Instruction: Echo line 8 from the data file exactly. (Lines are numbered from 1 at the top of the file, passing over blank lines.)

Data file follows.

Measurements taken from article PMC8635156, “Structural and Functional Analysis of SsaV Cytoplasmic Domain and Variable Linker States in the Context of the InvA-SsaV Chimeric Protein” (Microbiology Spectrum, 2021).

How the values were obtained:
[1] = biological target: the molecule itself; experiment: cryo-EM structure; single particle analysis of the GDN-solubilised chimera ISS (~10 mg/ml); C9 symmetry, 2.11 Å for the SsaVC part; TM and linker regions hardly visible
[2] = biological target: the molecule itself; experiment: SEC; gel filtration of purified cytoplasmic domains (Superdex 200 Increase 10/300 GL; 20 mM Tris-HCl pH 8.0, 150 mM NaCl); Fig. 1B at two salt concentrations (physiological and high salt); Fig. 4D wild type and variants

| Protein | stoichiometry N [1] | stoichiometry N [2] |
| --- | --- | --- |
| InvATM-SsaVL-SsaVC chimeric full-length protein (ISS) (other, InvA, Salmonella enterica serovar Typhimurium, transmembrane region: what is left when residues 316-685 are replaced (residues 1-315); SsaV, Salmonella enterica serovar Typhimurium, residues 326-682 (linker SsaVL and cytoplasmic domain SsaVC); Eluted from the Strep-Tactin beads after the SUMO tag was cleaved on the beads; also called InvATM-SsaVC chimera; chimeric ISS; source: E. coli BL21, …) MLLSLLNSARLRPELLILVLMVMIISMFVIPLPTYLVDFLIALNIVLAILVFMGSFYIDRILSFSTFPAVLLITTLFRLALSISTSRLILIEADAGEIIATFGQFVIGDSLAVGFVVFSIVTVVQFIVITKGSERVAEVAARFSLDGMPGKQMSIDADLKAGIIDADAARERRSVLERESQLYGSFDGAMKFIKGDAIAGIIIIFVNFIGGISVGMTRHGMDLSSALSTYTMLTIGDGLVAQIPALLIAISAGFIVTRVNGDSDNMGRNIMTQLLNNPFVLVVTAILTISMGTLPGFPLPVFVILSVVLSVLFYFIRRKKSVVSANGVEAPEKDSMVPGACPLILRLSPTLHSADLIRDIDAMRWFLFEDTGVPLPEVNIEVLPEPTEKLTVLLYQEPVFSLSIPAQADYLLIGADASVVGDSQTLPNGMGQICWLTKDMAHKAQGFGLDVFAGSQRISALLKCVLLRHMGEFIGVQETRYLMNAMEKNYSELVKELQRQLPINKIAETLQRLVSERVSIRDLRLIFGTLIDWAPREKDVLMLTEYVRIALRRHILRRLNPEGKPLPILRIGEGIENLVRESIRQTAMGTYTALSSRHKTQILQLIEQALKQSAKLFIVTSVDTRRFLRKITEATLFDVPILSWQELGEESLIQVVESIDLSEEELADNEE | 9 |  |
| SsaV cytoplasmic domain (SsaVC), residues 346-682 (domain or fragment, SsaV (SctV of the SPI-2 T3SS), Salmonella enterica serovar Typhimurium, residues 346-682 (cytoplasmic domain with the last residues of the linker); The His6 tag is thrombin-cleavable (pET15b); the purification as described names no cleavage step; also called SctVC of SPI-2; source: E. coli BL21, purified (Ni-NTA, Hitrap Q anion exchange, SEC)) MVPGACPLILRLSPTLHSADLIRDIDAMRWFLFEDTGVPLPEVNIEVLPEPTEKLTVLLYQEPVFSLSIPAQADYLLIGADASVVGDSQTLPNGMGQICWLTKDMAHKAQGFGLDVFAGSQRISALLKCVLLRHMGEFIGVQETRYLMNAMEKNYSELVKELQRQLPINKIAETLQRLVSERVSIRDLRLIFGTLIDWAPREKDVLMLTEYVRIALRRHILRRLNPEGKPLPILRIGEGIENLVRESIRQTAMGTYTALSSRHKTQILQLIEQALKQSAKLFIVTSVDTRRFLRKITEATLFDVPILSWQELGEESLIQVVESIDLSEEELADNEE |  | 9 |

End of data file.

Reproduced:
| SsaV cytoplasmic domain (SsaVC), residues 346-682 (domain or fragment, SsaV (SctV of the SPI-2 T3SS), Salmonella enterica serovar Typhimurium, residues 346-682 (cytoplasmic domain with the last residues of the linker); The His6 tag is thrombin-cleavable (pET15b); the purification as described names no cleavage step; also called SctVC of SPI-2; source: E. coli BL21, purified (Ni-NTA, Hitrap Q anion exchange, SEC)) MVPGACPLILRLSPTLHSADLIRDIDAMRWFLFEDTGVPLPEVNIEVLPEPTEKLTVLLYQEPVFSLSIPAQADYLLIGADASVVGDSQTLPNGMGQICWLTKDMAHKAQGFGLDVFAGSQRISALLKCVLLRHMGEFIGVQETRYLMNAMEKNYSELVKELQRQLPINKIAETLQRLVSERVSIRDLRLIFGTLIDWAPREKDVLMLTEYVRIALRRHILRRLNPEGKPLPILRIGEGIENLVRESIRQTAMGTYTALSSRHKTQILQLIEQALKQSAKLFIVTSVDTRRFLRKITEATLFDVPILSWQELGEESLIQVVESIDLSEEELADNEE |  | 9 |